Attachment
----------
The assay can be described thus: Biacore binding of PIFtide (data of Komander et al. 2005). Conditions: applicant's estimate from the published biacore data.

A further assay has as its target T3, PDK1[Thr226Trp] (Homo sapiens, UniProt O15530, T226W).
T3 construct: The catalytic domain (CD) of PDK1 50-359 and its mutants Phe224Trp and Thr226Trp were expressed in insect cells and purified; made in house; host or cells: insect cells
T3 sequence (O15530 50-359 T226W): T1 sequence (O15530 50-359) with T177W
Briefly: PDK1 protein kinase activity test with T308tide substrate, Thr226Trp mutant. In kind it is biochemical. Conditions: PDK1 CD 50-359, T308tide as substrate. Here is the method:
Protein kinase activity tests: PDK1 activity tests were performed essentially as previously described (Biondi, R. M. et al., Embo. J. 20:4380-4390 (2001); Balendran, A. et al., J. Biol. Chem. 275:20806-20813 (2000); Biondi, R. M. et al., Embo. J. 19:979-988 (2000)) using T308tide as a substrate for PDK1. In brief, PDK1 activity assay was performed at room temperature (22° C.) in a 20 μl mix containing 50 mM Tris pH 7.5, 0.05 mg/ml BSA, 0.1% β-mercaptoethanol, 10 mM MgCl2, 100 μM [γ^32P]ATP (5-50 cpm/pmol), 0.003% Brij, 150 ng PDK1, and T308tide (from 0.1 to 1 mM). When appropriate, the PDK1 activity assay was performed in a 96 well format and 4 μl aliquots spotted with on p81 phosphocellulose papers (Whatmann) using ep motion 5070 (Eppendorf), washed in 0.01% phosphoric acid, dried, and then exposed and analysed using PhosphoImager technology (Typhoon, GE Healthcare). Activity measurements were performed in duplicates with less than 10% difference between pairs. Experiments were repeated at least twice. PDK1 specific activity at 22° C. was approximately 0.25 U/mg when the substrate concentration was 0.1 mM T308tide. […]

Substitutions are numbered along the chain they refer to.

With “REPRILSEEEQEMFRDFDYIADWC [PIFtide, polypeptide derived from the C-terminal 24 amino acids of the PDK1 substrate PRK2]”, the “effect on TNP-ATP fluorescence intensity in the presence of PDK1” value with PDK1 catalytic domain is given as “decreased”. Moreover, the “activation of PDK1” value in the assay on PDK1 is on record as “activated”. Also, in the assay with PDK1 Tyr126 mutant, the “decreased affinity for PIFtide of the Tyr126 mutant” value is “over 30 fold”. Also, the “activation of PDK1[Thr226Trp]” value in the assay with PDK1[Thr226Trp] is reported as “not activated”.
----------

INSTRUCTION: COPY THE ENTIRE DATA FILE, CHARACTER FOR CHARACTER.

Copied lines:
The assay can be described thus: Biacore binding of PIFtide (data of Komander et al. 2005). Conditions: applicant's estimate from the published biacore data.

A further assay has as its target T3, PDK1[Thr226Trp] (Homo sapiens, UniProt O15530, T226W).
T3 construct: The catalytic domain (CD) of PDK1 50-359 and its mutants Phe224Trp and Thr226Trp were expressed in insect cells and purified; made in house; host or cells: insect cells
T3 sequence (O15530 50-359 T226W): T1 sequence (O15530 50-359) with T177W
Briefly: PDK1 protein kinase activity test with T308tide substrate, Thr226Trp mutant. In kind it is biochemical. Conditions: PDK1 CD 50-359, T308tide as substrate. Here is the method:
Protein kinase activity tests: PDK1 activity tests were performed essentially as previously described (Biondi, R. M. et al., Embo. J. 20:4380-4390 (2001); Balendran, A. et al., J. Biol. Chem. 275:20806-20813 (2000); Biondi, R. M. et al., Embo. J. 19:979-988 (2000)) using T308tide as a substrate for PDK1. In brief, PDK1 activity assay was performed at room temperature (22° C.) in a 20 μl mix containing 50 mM Tris pH 7.5, 0.05 mg/ml BSA, 0.1% β-mercaptoethanol, 10 mM MgCl2, 100 μM [γ^32P]ATP (5-50 cpm/pmol), 0.003% Brij, 150 ng PDK1, and T308tide (from 0.1 to 1 mM). When appropriate, the PDK1 activity assay was performed in a 96 well format and 4 μl aliquots spotted with on p81 phosphocellulose papers (Whatmann) using ep motion 5070 (Eppendorf), washed in 0.01% phosphoric acid, dried, and then exposed and analysed using PhosphoImager technology (Typhoon, GE Healthcare). Activity measurements were performed in duplicates with less than 10% difference between pairs. Experiments were repeated at least twice. PDK1 specific activity at 22° C. was approximately 0.25 U/mg when the substrate concentration was 0.1 mM T308tide. […]

Substitutions are numbered along the chain they refer to.

With “REPRILSEEEQEMFRDFDYIADWC [PIFtide, polypeptide derived from the C-terminal 24 amino acids of the PDK1 substrate PRK2]”, the “effect on TNP-ATP fluorescence intensity in the presence of PDK1” value with PDK1 catalytic domain is given as “decreased”. Moreover, the “activation of PDK1” value in the assay on PDK1 is on record as “activated”. Also, in the assay with PDK1 Tyr126 mutant, the “decreased affinity for PIFtide of the Tyr126 mutant” value is “over 30 fold”. Also, the “activation of PDK1[Thr226Trp]” value in the assay with PDK1[Thr226Trp] is reported as “not activated”.